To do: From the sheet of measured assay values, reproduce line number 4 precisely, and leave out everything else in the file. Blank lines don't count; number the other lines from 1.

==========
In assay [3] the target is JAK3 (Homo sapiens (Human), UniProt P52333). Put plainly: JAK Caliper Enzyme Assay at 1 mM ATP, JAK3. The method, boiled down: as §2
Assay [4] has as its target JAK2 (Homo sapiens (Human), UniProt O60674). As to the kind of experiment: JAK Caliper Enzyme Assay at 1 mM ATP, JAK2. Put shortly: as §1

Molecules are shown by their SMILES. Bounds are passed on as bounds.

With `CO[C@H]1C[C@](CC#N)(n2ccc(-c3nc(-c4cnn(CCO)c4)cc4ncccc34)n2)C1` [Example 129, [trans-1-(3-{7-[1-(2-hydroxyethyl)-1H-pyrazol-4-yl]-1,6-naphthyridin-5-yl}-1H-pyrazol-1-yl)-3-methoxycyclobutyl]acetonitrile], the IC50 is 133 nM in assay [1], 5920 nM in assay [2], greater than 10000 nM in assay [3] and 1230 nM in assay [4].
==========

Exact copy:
With `CO[C@H]1C[C@](CC#N)(n2ccc(-c3nc(-c4cnn(CCO)c4)cc4ncccc34)n2)C1` [Example 129, [trans-1-(3-{7-[1-(2-hydroxyethyl)-1H-pyrazol-4-yl]-1,6-naphthyridin-5-yl}-1H-pyrazol-1-yl)-3-methoxycyclobutyl]acetonitrile], the IC50 is 133 nM in assay [1], 5920 nM in assay [2], greater than 10000 nM in assay [3] and 1230 nM in assay [4].